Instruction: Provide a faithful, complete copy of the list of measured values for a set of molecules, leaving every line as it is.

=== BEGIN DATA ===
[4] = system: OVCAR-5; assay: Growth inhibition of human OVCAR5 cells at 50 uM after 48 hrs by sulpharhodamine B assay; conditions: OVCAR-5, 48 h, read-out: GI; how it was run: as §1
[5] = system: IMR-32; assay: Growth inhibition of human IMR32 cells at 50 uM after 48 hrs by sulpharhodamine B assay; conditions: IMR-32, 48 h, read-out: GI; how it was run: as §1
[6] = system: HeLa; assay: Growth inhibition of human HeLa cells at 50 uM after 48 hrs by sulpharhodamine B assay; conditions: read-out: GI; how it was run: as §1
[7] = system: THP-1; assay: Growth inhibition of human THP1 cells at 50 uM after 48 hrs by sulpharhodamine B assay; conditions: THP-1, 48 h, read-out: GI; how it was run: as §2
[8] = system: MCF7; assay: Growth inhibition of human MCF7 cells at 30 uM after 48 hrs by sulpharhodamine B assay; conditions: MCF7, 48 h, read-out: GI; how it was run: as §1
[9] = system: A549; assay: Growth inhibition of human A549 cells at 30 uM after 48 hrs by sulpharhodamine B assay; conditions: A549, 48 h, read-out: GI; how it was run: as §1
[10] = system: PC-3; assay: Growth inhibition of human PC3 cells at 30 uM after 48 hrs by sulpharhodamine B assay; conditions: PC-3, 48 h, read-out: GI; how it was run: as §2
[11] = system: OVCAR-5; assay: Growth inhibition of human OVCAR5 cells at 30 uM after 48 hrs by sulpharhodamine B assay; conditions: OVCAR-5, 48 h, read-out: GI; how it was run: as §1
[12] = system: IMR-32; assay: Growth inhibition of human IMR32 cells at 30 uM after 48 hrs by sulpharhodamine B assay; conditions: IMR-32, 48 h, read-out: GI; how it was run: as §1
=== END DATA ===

[4] = system: OVCAR-5; assay: Growth inhibition of human OVCAR5 cells at 50 uM after 48 hrs by sulpharhodamine B assay; conditions: OVCAR-5, 48 h, read-out: GI; how it was run: as §1
[5] = system: IMR-32; assay: Growth inhibition of human IMR32 cells at 50 uM after 48 hrs by sulpharhodamine B assay; conditions: IMR-32, 48 h, read-out: GI; how it was run: as §1
[6] = system: HeLa; assay: Growth inhibition of human HeLa cells at 50 uM after 48 hrs by sulpharhodamine B assay; conditions: read-out: GI; how it was run: as §1
[7] = system: THP-1; assay: Growth inhibition of human THP1 cells at 50 uM after 48 hrs by sulpharhodamine B assay; conditions: THP-1, 48 h, read-out: GI; how it was run: as §2
[8] = system: MCF7; assay: Growth inhibition of human MCF7 cells at 30 uM after 48 hrs by sulpharhodamine B assay; conditions: MCF7, 48 h, read-out: GI; how it was run: as §1
[9] = system: A549; assay: Growth inhibition of human A549 cells at 30 uM after 48 hrs by sulpharhodamine B assay; conditions: A549, 48 h, read-out: GI; how it was run: as §1
[10] = system: PC-3; assay: Growth inhibition of human PC3 cells at 30 uM after 48 hrs by sulpharhodamine B assay; conditions: PC-3, 48 h, read-out: GI; how it was run: as §2
[11] = system: OVCAR-5; assay: Growth inhibition of human OVCAR5 cells at 30 uM after 48 hrs by sulpharhodamine B assay; conditions: OVCAR-5, 48 h, read-out: GI; how it was run: as §1
[12] = system: IMR-32; assay: Growth inhibition of human IMR32 cells at 30 uM after 48 hrs by sulpharhodamine B assay; conditions: IMR-32, 48 h, read-out: GI; how it was run: as §1